A joined up approach would suggest serious and concerted effort to tackle worms, measles and malaria is a worthy candidate for inclusion in the Simultaneous Policy as it will not only address the injustice of people on our planet suffering from preventable illness, but will help reduce costs for all people and lead to lower mortality rates and smaller families and towards sustainable populations.

Join the discussion in the Simpol Forum at:

Sign up as a Simultaneous Policy Adopter to vote on suggestions and put forward your own. Call on your political representatives to pledge to implement the Simultaneous Policy alongside other governments.

August 5, 2008

Clean coal may not exist in reality, but it is being used to divert climate change action all the same

It is a contradiction in terms to speak of 'clean coal' argue campaigners gathering to try to shut down one of the UK's largest coal-fired power stations, at Kingsnorth in Kent. The aim is to highlight plans to re-build the plant as part of the government's energy strategy.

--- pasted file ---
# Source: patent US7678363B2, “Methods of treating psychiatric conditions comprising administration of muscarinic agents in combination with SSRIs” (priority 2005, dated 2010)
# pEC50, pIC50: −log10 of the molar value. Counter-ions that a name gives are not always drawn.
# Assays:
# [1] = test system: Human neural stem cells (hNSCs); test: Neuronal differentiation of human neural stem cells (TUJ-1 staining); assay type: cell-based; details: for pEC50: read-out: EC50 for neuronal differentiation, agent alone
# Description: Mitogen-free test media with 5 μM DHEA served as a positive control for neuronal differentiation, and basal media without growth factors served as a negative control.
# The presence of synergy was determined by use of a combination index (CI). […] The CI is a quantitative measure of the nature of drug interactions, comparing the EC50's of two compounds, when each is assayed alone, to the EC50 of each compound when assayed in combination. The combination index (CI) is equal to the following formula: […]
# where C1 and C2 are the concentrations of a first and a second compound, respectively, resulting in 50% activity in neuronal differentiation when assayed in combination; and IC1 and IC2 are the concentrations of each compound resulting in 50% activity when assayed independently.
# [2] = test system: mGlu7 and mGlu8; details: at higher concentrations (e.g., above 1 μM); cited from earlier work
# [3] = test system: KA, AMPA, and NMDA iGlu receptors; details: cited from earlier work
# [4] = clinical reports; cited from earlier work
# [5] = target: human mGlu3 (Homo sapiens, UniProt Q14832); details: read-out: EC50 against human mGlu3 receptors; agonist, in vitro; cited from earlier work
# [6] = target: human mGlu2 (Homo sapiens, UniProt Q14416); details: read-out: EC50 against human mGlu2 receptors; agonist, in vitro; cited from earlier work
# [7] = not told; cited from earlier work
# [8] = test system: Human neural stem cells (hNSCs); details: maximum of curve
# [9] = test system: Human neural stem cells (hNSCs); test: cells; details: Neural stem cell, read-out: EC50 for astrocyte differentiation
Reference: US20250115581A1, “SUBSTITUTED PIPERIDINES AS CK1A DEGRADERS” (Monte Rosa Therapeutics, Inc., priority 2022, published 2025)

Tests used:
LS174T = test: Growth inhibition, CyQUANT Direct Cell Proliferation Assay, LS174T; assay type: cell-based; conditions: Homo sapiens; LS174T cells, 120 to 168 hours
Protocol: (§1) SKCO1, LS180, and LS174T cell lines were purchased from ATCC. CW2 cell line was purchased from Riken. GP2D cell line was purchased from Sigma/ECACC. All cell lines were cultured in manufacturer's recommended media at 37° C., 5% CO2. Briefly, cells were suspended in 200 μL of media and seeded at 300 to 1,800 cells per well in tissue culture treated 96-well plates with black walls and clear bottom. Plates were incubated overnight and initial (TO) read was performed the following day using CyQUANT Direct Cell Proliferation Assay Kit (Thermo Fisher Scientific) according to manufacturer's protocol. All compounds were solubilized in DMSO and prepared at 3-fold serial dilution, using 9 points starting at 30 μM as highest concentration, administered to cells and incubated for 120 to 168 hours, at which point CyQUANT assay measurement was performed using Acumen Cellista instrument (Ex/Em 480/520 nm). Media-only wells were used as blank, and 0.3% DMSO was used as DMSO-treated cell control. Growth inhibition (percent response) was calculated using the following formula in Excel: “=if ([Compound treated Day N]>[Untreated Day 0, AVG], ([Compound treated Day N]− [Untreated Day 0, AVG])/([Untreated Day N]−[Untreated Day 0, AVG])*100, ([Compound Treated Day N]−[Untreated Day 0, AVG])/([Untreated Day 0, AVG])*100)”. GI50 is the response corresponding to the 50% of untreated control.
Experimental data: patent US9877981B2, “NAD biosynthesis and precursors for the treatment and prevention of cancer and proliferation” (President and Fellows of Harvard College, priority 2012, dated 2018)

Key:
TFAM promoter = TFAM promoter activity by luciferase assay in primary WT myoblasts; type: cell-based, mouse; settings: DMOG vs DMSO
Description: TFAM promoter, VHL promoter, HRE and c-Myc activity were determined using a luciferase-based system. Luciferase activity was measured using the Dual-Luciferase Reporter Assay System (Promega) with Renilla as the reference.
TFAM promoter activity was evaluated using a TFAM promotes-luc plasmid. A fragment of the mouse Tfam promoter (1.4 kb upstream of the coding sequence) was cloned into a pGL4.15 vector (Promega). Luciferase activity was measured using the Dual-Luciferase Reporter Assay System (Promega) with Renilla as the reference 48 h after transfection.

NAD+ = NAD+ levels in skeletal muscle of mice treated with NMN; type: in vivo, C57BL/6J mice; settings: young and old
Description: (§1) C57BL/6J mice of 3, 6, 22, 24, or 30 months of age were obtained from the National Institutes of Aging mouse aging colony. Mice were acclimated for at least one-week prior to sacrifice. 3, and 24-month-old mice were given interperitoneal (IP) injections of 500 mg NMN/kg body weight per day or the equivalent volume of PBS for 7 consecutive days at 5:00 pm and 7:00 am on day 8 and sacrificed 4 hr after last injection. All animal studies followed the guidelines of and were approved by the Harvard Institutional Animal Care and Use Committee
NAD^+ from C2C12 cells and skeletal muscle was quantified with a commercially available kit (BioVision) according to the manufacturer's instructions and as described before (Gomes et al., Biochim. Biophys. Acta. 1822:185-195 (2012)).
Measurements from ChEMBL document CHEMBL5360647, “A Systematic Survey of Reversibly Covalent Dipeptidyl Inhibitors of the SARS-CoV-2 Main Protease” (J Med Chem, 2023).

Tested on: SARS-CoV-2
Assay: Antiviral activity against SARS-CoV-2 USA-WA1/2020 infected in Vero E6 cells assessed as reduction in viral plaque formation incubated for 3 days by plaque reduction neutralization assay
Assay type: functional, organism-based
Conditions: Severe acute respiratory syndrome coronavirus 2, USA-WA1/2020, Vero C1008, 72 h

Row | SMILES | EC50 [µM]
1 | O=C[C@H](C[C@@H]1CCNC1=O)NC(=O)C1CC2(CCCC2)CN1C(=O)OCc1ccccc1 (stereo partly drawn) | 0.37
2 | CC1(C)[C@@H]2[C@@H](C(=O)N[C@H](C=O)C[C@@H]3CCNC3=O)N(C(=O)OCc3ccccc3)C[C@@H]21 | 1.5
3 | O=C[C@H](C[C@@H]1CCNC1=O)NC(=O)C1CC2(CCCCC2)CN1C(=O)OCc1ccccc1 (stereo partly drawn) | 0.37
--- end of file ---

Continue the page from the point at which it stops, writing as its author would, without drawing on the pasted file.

One of those joining the 'climate camp' protest is George Monbiot, who writing in The Guardian today recalls:

'Last year Al Gore remarked: "I can't understand why there aren't rings of young people blocking bulldozers and preventing them from constructing coal-fired power plants."'

Well, in the UK young and old are doing just that at Kingsnorth.

Also in The Guardian, is an article by David Porter, Chief Executive of the Association of Electricity Producers. He defends 'clean coal' in his article:

---extract begins